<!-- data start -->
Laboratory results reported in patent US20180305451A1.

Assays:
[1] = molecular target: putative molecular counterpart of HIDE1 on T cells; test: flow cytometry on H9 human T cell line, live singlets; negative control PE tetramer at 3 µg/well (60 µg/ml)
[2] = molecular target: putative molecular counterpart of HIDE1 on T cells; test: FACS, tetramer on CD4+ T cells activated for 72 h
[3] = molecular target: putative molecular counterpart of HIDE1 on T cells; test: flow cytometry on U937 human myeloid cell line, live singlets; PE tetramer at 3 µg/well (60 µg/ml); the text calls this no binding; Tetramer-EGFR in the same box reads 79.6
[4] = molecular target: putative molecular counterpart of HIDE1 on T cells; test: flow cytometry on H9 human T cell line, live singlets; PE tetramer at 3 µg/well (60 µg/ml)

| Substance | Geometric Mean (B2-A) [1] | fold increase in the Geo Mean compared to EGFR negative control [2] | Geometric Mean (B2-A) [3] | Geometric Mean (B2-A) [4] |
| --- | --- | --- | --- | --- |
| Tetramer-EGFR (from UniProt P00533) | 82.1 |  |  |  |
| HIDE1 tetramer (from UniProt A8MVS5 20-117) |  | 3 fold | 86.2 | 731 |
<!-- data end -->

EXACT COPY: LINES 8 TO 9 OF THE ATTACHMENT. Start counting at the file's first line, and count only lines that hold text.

| --- | --- | --- | --- | --- |
| Tetramer-EGFR (from UniProt P00533) | 82.1 |  |  |  |